A portal to unknown worlds. Image by ƝƖƇƠ ƬƖMΣ™ via flickr.com. License: Creative Commons

Portal, an atomic swaps platform, receives a $34 million investment. This shows a possible trend in the market – and why it is sometimes worth making a product more and more complicated.

Portal wants to make it possible to exchange Bitcoin for other cryptocurrencies and tokens in a decentralized manner, i.e. from wallet to wallet and without a middleman, both on the main chain and at higher levels such as Lightning or Arbitrum.

Portal will now receive $34 million for this program. Investors include companies such as Coinbase Ventures, Arlington Capital, OKX Ventures and Gate.io. They are investing in a technology that is intended to make them partly superfluous: atomic swaps.

The big difference with decentralized exchanges like Uniswap is that atomic swaps can be done from blockchain to blockchain, for example from Bitcoin to Ethereum or from Bitcoin to Litecoin, or as recently implemented by Wasabi, from Bitcoin to Monero.

The greater the pressure on exchanges to implement regulatory harassment towards their users and the more frequently so-called delistings of privacy coins such as Monero occur, the more important atomic swaps become. They enable trading in cryptocurrencies that is essentially unregulated. Even if used only marginally, they limit the reach of regulation.

The idea is not new, and Portal wasn’t just founded yesterday. The platform has already received $8.5 million in investment capital in 2021. In the three years since then, it still hasn’t gone live. After all, a testnet is online.

The basic concept of atomic swaps is as simple as it is magical. On a blockchain like Bitcoin, so-called HTLCs (Hash Time Locked Contracts) are used, like Lightning, which make it possible to redeem a transaction using a secret OR after a certain time has elapsed. The combination of such HTLCs makes it possible to make the exchange of coins on two blockchains “atomic”, i.e. reduced to a single action. As soon as an actor triggers the coins intended for him, he reveals the secret that the trading partner needs to secure his coins. You can find out exactly how atomic swaps based on HTLCs work in this article.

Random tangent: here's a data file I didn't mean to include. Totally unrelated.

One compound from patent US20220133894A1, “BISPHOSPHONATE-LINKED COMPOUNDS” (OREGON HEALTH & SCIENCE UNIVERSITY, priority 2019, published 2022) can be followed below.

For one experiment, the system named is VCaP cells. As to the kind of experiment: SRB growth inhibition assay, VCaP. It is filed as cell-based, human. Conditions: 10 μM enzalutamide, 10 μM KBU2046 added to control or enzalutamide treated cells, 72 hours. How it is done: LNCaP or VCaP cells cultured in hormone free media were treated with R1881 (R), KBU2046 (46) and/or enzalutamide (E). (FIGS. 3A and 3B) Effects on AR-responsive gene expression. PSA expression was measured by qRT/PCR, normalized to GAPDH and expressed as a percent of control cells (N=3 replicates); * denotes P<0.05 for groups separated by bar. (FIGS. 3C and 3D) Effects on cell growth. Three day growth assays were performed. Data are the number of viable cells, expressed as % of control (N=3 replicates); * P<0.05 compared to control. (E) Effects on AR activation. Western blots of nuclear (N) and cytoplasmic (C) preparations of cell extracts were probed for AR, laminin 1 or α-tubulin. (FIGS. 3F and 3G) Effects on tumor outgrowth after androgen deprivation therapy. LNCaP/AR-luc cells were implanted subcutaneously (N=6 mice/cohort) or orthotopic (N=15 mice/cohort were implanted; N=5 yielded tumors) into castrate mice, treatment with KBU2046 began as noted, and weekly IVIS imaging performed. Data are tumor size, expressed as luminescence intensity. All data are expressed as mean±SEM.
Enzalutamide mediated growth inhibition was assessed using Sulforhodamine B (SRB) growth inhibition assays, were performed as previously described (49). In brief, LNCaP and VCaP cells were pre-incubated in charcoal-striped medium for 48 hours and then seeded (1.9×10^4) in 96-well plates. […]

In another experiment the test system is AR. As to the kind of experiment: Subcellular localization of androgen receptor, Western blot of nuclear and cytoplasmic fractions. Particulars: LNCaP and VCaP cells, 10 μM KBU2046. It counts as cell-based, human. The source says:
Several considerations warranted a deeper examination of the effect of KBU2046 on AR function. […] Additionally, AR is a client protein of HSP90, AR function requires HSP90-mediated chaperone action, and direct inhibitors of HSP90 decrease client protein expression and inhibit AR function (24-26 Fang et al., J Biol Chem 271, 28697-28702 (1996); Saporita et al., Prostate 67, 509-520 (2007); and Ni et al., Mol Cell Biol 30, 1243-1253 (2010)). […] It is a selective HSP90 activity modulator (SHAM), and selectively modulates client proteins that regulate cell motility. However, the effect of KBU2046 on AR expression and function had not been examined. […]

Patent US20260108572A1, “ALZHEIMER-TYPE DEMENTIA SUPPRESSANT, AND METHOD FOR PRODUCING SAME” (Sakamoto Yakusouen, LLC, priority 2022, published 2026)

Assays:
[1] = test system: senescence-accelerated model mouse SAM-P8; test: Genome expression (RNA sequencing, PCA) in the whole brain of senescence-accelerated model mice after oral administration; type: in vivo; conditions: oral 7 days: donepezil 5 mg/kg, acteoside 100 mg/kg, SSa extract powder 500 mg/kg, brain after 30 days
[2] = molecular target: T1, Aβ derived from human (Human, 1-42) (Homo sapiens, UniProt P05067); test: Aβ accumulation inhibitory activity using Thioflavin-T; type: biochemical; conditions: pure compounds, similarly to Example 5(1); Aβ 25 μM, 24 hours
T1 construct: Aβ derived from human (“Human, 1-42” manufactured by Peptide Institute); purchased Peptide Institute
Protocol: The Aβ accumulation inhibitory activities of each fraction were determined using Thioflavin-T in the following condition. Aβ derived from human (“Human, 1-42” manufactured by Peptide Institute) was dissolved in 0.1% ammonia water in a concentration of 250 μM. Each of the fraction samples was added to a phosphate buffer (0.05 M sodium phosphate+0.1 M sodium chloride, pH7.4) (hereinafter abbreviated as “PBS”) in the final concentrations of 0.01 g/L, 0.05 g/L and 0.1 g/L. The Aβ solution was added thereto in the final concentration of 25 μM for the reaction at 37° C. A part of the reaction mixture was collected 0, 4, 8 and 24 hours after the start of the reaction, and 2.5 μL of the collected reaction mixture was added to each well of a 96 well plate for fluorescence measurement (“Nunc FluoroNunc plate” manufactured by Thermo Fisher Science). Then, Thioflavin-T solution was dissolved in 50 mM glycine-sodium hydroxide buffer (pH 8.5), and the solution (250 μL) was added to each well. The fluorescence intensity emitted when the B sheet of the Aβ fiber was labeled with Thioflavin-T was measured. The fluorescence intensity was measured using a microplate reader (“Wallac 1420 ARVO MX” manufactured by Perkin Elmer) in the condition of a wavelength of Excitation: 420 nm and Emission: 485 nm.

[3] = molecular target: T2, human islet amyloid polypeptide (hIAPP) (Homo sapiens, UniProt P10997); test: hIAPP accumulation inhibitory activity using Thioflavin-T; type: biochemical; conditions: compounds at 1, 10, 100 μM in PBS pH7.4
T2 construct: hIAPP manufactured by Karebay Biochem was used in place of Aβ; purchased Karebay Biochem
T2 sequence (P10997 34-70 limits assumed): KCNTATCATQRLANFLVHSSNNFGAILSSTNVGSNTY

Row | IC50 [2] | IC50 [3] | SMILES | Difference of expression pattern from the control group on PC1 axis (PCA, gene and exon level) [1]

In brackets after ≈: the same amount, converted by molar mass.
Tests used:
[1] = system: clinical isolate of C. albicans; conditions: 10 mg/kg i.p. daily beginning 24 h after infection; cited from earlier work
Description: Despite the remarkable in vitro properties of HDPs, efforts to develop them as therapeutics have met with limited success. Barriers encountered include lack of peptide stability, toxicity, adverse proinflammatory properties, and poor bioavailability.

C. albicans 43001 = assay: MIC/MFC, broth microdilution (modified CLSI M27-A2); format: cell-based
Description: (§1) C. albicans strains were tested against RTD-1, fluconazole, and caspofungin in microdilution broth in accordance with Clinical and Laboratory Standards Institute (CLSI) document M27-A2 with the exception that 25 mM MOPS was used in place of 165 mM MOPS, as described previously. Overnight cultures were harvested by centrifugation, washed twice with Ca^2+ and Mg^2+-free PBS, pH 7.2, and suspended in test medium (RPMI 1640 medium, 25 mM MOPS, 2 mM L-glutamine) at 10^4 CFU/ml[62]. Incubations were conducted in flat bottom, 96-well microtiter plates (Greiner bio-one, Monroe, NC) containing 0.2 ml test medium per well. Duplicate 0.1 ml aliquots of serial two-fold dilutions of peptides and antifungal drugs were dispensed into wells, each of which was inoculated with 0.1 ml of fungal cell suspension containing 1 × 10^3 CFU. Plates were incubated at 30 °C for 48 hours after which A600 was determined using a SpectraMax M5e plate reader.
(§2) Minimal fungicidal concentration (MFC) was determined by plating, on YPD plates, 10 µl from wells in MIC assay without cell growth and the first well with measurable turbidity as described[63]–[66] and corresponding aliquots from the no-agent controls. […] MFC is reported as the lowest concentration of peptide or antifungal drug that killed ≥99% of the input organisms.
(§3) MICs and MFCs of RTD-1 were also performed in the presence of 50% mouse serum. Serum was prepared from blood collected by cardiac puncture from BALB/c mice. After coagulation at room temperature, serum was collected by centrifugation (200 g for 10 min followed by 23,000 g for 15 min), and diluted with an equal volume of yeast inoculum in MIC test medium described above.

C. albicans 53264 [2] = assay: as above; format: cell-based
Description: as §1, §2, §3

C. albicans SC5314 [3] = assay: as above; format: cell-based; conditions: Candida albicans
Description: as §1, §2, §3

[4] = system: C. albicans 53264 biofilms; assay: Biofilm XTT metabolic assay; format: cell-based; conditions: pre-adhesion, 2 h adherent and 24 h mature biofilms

The matter itself is quite complicated. But Portal has high demands: The atomic swaps should not only take place between blockchains like Bitcoin, but also reach other blockchains like Ethereum, including the higher layers like Lightning or Arbitrum, and not only cover native coins like BTC, ETH or XMR, but also Tokens, NFTs and Ordinals. This is where the story gets pretty complicated.

Countless questions arise when you want to implement atomic swaps: How do you create enough liquidity? Especially with small coins? Where do you get the prices from? Is there an order book system or automatic market makers, like Uniswap, or both? With so many players, how can you prevent fraud or spam attacks without causing the system to freeze?

A simple platform for decentralized, cross-blockchain exchange became a complex structure of order books, oracles, automatic market makers, AI agents and liquidity providers that make coins available on a blockchain and receive parts of the trading fees in return. The construct is held together by an intermediate layer, the attestation chain, on which validators who stake $PORTAL tokens monitor, verify and document the entire trading process.

For the investors who made more than $34 million available to Portal, this attestation Chai may have been particularly attractive. After all, their native token promises a proven way to liquidate the investment for a profit. The previous investors, who raised 8.5 million in a kind of crowdfunding in 2021, are not very happy about Portal’s slow start. The developers promised to compensate them with equity, i.e. shares – most likely tokens – when the platform was launched.

On the crypto market, Portal’s platform, once it goes live, will have to compete with various established providers. On the one hand, these are the central exchanges, which support both Lightning and Arbitrum, and on the other hand, there are the decentralized exchanges, such as Uniswap, which are already able to swap across blockchains thanks to central and decentralized bridges. Portal’s bet now is that it will be easier to make Porto’s complex concept user-friendly rather than making the existing bridges more secure.

Source: https://bitcoinblog.de/2024/02/13/34-millionen-dollar-fuer-atomic-swaps/

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